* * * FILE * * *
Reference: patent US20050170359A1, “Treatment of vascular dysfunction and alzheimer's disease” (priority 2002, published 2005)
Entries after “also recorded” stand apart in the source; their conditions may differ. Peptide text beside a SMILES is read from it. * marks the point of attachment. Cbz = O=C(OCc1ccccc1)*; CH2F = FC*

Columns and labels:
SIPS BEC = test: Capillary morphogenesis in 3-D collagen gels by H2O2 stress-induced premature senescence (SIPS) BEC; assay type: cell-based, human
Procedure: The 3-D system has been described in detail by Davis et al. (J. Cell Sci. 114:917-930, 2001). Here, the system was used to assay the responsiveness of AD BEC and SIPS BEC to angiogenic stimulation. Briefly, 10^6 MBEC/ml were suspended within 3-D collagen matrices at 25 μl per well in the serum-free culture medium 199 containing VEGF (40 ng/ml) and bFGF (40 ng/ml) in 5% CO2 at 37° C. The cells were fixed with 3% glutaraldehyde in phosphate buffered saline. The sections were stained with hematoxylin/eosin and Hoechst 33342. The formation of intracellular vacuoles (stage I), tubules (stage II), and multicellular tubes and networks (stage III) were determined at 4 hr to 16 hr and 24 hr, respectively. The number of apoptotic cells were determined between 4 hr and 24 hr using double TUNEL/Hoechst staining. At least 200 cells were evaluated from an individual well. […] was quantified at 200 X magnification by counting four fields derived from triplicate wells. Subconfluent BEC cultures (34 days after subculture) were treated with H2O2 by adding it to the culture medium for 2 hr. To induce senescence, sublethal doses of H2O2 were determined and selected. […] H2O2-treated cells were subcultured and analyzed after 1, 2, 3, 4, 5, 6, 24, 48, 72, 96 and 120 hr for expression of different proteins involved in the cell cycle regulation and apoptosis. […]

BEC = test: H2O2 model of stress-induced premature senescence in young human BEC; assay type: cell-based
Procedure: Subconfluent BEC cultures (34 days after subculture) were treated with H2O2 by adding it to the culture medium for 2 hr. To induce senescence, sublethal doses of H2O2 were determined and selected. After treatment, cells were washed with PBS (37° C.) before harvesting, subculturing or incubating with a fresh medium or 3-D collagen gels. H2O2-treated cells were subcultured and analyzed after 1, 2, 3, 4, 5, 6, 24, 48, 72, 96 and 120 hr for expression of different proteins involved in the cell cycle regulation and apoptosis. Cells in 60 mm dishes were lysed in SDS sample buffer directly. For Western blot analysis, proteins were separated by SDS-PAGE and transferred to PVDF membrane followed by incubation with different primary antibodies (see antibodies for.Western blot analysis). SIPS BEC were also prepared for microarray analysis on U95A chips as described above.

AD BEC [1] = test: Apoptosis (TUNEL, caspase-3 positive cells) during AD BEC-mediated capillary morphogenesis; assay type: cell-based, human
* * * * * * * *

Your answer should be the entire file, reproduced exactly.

Reference: patent US20050170359A1, “Treatment of vascular dysfunction and alzheimer's disease” (priority 2002, published 2005)
Entries after “also recorded” stand apart in the source; their conditions may differ. Peptide text beside a SMILES is read from it. * marks the point of attachment. Cbz = O=C(OCc1ccccc1)*; CH2F = FC*

Columns and labels:
SIPS BEC = test: Capillary morphogenesis in 3-D collagen gels by H2O2 stress-induced premature senescence (SIPS) BEC; assay type: cell-based, human
Procedure: The 3-D system has been described in detail by Davis et al. (J. Cell Sci. 114:917-930, 2001). Here, the system was used to assay the responsiveness of AD BEC and SIPS BEC to angiogenic stimulation. Briefly, 10^6 MBEC/ml were suspended within 3-D collagen matrices at 25 μl per well in the serum-free culture medium 199 containing VEGF (40 ng/ml) and bFGF (40 ng/ml) in 5% CO2 at 37° C. The cells were fixed with 3% glutaraldehyde in phosphate buffered saline. The sections were stained with hematoxylin/eosin and Hoechst 33342. The formation of intracellular vacuoles (stage I), tubules (stage II), and multicellular tubes and networks (stage III) were determined at 4 hr to 16 hr and 24 hr, respectively. The number of apoptotic cells were determined between 4 hr and 24 hr using double TUNEL/Hoechst staining. At least 200 cells were evaluated from an individual well. […] was quantified at 200 X magnification by counting four fields derived from triplicate wells. Subconfluent BEC cultures (34 days after subculture) were treated with H2O2 by adding it to the culture medium for 2 hr. To induce senescence, sublethal doses of H2O2 were determined and selected. […] H2O2-treated cells were subcultured and analyzed after 1, 2, 3, 4, 5, 6, 24, 48, 72, 96 and 120 hr for expression of different proteins involved in the cell cycle regulation and apoptosis. […]

BEC = test: H2O2 model of stress-induced premature senescence in young human BEC; assay type: cell-based
Procedure: Subconfluent BEC cultures (34 days after subculture) were treated with H2O2 by adding it to the culture medium for 2 hr. To induce senescence, sublethal doses of H2O2 were determined and selected. After treatment, cells were washed with PBS (37° C.) before harvesting, subculturing or incubating with a fresh medium or 3-D collagen gels. H2O2-treated cells were subcultured and analyzed after 1, 2, 3, 4, 5, 6, 24, 48, 72, 96 and 120 hr for expression of different proteins involved in the cell cycle regulation and apoptosis. Cells in 60 mm dishes were lysed in SDS sample buffer directly. For Western blot analysis, proteins were separated by SDS-PAGE and transferred to PVDF membrane followed by incubation with different primary antibodies (see antibodies for.Western blot analysis). SIPS BEC were also prepared for microarray analysis on U95A chips as described above.

AD BEC [1] = test: Apoptosis (TUNEL, caspase-3 positive cells) during AD BEC-mediated capillary morphogenesis; assay type: cell-based, human